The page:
11. Given most of the audiologists are getting a cut of the hearing aid sale price, hearing that an audiologist recommended an “upgrade” of a hearing aid is like hearing a real estate agent say now is a good time to buy a house.

    • proofreadersMEMBER

      Very punny – but the message is the same as hearing (no pun intended) Warren Buffett telling us not to ask a barber if we need a haircut.

  12. Before it even started I knew it was destined to fail. Pretty much like every other scheme where the public pays and the private sector provides. The providers will always slog the government way more than their services are worth.

    No doubt the NDIS is supposedly under funding services because they are being over-charged. The government either needs to be all in or all out of these schemes. Either they provide all the services themselves or they shouldn’t be involved at all.

  13. I’m not one of the Gillard haters who seems to go incandescent with rage at the woman. While she was a lousy campaigner, and has been given a free pass on social issues (like gay marriage) by the SJW crowd, she was all accounts an effective PM who did a good job at getting her policies implemented.

    Shame those policies were often such disasters. The NDIS s the classic bureaucratic suck hole where all the money goes to gatekeepers and shysters and none goes to the people who do anything useful. NAPLAN is a millstone around the neck of Australian education policy. (and I’m notionally in favour of objective testing methodologies)

    While I loathe the libs and am notionally left-leaning, I do worry that a future Labor government will lay on the trowel with this sort of stuff.

    I have family members who’ve had to work with the NDIS system and they would agree entirely with your experiences.

  14. Anyone know of source or advocacy site for advice or things to be aware of for our first plan ?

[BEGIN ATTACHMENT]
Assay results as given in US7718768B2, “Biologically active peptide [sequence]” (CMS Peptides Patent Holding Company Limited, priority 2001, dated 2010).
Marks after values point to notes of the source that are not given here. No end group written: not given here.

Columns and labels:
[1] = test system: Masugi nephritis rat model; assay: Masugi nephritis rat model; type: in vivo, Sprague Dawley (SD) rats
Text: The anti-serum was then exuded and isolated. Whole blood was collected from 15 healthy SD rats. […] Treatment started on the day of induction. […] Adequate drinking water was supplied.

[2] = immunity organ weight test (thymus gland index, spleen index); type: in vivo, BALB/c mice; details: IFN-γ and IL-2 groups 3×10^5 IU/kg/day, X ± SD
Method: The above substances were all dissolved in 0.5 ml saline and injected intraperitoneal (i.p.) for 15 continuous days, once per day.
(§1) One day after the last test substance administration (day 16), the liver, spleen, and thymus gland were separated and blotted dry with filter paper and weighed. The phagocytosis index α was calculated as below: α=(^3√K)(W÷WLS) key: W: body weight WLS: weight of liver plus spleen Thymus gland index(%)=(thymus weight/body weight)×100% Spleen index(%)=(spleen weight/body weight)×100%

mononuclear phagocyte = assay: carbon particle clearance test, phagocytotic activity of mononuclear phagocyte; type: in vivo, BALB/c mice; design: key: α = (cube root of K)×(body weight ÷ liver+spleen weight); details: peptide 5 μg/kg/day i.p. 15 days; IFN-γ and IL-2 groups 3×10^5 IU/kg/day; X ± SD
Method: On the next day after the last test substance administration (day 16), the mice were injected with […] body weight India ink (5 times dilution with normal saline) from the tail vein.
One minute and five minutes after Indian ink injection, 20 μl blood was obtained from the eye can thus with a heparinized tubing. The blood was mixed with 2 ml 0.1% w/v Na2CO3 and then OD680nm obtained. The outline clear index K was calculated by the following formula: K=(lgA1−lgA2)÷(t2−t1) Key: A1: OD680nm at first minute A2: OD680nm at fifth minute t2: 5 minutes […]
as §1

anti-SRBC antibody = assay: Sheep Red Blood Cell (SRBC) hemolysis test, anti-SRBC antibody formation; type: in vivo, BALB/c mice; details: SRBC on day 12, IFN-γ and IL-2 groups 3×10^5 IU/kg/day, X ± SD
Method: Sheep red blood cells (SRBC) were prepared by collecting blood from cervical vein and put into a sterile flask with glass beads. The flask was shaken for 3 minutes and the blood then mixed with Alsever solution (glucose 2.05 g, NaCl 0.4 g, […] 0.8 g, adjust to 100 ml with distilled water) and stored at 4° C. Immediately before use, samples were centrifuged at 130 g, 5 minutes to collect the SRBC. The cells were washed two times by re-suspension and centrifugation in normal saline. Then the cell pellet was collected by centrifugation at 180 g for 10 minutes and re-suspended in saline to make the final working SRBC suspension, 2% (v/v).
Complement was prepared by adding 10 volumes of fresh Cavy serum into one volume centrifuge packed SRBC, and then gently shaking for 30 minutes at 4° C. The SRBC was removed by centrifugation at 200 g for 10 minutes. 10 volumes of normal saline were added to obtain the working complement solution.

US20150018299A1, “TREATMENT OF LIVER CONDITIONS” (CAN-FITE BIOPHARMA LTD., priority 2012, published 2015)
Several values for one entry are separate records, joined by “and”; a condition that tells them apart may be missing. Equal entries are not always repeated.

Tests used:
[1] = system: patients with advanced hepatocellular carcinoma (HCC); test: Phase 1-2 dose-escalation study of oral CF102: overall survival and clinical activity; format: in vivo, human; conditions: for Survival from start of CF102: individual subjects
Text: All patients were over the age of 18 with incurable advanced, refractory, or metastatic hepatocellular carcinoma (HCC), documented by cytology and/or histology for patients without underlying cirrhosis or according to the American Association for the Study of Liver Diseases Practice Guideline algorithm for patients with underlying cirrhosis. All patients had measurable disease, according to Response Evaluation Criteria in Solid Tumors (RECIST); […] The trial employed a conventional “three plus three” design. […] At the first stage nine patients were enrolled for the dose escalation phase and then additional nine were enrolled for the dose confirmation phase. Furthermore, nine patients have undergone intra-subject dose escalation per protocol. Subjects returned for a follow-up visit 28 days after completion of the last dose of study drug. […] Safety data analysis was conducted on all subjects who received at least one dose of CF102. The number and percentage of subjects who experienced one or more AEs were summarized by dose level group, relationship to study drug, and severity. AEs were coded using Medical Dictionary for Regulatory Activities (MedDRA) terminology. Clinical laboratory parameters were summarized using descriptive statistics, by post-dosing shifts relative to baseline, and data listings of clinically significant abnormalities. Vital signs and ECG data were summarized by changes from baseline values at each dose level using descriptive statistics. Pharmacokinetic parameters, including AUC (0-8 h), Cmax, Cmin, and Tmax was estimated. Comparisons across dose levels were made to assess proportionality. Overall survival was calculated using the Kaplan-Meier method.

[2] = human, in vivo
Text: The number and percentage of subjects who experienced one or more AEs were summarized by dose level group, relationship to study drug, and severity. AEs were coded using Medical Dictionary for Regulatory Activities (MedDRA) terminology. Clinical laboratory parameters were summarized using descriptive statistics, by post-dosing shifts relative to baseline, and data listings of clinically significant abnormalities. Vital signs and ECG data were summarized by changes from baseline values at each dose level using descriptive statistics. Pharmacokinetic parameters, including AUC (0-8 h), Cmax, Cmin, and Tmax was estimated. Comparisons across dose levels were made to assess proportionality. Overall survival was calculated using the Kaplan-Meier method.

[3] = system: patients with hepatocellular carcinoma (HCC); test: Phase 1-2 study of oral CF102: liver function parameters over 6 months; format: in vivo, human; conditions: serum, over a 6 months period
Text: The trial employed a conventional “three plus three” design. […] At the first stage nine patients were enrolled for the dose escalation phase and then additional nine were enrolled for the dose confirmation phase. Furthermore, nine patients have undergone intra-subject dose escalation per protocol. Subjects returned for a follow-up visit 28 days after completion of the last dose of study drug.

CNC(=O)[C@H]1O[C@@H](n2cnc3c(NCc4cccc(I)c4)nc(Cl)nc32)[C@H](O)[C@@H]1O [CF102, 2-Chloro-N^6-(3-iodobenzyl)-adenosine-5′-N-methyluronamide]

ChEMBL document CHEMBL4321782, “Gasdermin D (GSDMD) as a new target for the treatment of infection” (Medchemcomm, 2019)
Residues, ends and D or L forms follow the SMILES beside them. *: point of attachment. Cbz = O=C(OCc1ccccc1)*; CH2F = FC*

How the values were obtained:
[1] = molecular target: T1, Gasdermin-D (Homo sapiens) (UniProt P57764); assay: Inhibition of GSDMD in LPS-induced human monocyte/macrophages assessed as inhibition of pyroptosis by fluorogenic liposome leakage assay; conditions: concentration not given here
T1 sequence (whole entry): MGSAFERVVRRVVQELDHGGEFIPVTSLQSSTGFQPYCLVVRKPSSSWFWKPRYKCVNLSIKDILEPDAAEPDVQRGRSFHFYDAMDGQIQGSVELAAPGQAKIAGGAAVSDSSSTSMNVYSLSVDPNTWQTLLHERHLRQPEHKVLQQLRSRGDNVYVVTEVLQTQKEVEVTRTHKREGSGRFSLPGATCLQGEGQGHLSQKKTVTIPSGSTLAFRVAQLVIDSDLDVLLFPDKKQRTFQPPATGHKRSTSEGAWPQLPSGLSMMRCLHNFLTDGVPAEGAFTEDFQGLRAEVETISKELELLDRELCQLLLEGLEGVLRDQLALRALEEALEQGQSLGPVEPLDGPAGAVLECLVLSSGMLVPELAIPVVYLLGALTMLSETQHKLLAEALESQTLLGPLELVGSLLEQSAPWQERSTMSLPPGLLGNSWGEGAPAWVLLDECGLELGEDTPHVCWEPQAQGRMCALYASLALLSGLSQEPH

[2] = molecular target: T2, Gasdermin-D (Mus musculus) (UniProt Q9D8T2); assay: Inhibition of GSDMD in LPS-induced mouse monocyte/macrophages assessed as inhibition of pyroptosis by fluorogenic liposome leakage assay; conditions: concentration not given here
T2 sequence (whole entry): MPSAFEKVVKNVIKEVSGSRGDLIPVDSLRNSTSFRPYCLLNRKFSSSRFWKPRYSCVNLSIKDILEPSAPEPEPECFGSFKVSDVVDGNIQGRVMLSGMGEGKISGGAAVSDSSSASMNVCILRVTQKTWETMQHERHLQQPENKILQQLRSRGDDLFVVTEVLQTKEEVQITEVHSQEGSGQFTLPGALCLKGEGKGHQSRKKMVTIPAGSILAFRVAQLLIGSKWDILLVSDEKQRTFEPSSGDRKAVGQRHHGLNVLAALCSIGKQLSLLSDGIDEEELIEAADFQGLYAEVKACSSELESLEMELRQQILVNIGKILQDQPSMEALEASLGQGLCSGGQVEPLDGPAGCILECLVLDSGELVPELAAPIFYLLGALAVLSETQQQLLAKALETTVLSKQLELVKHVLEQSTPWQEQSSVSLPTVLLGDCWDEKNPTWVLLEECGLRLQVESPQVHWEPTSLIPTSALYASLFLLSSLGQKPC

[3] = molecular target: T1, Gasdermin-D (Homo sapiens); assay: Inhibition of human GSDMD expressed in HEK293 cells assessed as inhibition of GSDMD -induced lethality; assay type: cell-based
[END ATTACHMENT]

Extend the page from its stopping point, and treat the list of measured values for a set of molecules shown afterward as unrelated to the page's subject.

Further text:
Brisbane areas NDIS came in later half of 2018, the Moreton area is this year, we are waiting on our first appointment/interview.
    Would like to get it right the first time and have the right things in it.
    For a 5 year old.
    Non verbal, non mobile, Peg fed (nil by mouth), Cerebral Palsy, Epilepsy.
    Brisbane area preferred.
    Current advice so far
    O/T, Speechie, Physio, Dietician, Food school ( one session per fortnight/month), their travel time if visiting ?
    Respite care/relief, one day a week (checking if 8 hours or 24), Disability services recommendation.
    Equipment, eg orthotics, wheelchair (manual), special car seat, walking frame, shower/commode chair, purchase plus maintenance.
    Also quoting/trial/sizing/test run/training of/for all equipment
    Nutrition and feeding supplies example formula, giving sets, bottles, pump, maintenance, calibration and testing.
    Transport, fares, rental
    Vehicle modifications
    Home modifications, this one may be iffy as we are in a rental, now applying for social housing, something more “permanent” to enable larger more substantial permanent modifications.